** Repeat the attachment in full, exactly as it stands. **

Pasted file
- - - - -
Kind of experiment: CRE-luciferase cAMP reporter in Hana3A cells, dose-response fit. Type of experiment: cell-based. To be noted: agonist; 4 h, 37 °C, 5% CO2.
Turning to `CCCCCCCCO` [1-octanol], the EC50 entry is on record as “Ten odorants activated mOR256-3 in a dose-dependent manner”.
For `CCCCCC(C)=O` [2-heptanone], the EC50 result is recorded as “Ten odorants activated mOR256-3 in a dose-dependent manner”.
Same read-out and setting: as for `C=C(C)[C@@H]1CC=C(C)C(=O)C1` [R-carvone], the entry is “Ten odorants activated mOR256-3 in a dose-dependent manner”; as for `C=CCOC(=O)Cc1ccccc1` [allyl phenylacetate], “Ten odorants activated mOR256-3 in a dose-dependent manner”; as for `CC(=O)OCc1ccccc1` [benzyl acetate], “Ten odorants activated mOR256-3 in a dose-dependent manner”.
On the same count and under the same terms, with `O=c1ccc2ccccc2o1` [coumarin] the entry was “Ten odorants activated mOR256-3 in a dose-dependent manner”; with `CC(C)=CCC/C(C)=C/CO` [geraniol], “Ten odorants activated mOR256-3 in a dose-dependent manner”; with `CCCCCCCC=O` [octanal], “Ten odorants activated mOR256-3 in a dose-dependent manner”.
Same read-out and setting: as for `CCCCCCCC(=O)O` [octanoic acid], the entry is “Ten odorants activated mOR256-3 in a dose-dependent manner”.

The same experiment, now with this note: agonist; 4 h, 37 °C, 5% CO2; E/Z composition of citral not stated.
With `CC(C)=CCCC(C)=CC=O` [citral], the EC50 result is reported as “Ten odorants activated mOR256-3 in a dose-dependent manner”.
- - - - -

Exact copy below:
Kind of experiment: CRE-luciferase cAMP reporter in Hana3A cells, dose-response fit. Type of experiment: cell-based. To be noted: agonist; 4 h, 37 °C, 5% CO2.
Turning to `CCCCCCCCO` [1-octanol], the EC50 entry is on record as “Ten odorants activated mOR256-3 in a dose-dependent manner”.
For `CCCCCC(C)=O` [2-heptanone], the EC50 result is recorded as “Ten odorants activated mOR256-3 in a dose-dependent manner”.
Same read-out and setting: as for `C=C(C)[C@@H]1CC=C(C)C(=O)C1` [R-carvone], the entry is “Ten odorants activated mOR256-3 in a dose-dependent manner”; as for `C=CCOC(=O)Cc1ccccc1` [allyl phenylacetate], “Ten odorants activated mOR256-3 in a dose-dependent manner”; as for `CC(=O)OCc1ccccc1` [benzyl acetate], “Ten odorants activated mOR256-3 in a dose-dependent manner”.
On the same count and under the same terms, with `O=c1ccc2ccccc2o1` [coumarin] the entry was “Ten odorants activated mOR256-3 in a dose-dependent manner”; with `CC(C)=CCC/C(C)=C/CO` [geraniol], “Ten odorants activated mOR256-3 in a dose-dependent manner”; with `CCCCCCCC=O` [octanal], “Ten odorants activated mOR256-3 in a dose-dependent manner”.
Same read-out and setting: as for `CCCCCCCC(=O)O` [octanoic acid], the entry is “Ten odorants activated mOR256-3 in a dose-dependent manner”.

The same experiment, now with this note: agonist; 4 h, 37 °C, 5% CO2; E/Z composition of citral not stated.
With `CC(C)=CCCC(C)=CC=O` [citral], the EC50 result is reported as “Ten odorants activated mOR256-3 in a dose-dependent manner”.